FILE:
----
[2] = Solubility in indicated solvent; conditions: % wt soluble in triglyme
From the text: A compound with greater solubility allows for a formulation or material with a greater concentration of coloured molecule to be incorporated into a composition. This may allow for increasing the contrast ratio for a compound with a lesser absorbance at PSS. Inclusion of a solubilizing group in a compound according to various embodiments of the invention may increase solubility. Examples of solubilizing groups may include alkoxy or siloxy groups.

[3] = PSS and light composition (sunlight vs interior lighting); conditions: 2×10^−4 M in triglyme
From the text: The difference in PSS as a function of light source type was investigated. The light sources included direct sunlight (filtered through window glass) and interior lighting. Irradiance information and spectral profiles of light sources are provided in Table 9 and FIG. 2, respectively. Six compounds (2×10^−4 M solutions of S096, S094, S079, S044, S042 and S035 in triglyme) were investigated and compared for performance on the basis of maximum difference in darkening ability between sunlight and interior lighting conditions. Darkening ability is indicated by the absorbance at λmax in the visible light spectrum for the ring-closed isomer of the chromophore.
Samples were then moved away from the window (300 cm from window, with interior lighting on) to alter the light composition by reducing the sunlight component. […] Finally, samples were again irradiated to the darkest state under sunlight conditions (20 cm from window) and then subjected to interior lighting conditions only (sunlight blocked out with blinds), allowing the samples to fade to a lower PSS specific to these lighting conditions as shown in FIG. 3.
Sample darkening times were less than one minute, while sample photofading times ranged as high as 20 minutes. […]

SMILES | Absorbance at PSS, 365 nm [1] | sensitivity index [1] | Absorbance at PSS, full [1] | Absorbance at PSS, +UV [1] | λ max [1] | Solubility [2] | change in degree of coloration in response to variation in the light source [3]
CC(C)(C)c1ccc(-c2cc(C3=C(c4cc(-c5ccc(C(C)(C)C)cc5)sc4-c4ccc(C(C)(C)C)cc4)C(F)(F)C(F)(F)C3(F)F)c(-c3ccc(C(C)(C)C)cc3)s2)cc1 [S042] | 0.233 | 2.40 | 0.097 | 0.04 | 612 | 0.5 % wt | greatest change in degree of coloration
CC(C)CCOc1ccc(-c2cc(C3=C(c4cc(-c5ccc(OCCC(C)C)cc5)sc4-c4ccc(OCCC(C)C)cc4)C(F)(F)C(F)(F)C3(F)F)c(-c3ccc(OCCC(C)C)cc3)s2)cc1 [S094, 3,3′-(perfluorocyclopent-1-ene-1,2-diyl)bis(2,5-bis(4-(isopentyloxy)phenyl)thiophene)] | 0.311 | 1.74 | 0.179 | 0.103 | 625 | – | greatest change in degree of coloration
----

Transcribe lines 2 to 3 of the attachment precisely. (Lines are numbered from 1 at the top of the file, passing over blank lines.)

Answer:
From the text: A compound with greater solubility allows for a formulation or material with a greater concentration of coloured molecule to be incorporated into a composition. This may allow for increasing the contrast ratio for a compound with a lesser absorbance at PSS. Inclusion of a solubilizing group in a compound according to various embodiments of the invention may increase solubility. Examples of solubilizing groups may include alkoxy or siloxy groups.

[3] = PSS and light composition (sunlight vs interior lighting); conditions: 2×10^−4 M in triglyme